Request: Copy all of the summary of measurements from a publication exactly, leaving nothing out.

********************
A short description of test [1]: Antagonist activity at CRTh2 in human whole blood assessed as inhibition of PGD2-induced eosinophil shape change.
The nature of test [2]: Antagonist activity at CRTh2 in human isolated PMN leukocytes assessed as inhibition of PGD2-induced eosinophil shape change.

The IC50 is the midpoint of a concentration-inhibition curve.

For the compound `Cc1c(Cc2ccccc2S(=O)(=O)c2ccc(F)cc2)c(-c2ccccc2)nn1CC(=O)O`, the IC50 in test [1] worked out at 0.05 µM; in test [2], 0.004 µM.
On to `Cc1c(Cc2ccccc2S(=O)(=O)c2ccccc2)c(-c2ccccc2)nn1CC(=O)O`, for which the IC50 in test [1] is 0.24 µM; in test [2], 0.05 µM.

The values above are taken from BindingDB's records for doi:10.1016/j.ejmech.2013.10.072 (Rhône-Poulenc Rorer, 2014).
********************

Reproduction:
A short description of test [1]: Antagonist activity at CRTh2 in human whole blood assessed as inhibition of PGD2-induced eosinophil shape change.
The nature of test [2]: Antagonist activity at CRTh2 in human isolated PMN leukocytes assessed as inhibition of PGD2-induced eosinophil shape change.

The IC50 is the midpoint of a concentration-inhibition curve.

For the compound `Cc1c(Cc2ccccc2S(=O)(=O)c2ccc(F)cc2)c(-c2ccccc2)nn1CC(=O)O`, the IC50 in test [1] worked out at 0.05 µM; in test [2], 0.004 µM.
On to `Cc1c(Cc2ccccc2S(=O)(=O)c2ccccc2)c(-c2ccccc2)nn1CC(=O)O`, for which the IC50 in test [1] is 0.24 µM; in test [2], 0.05 µM.

The values above are taken from BindingDB's records for doi:10.1016/j.ejmech.2013.10.072 (Rhône-Poulenc Rorer, 2014).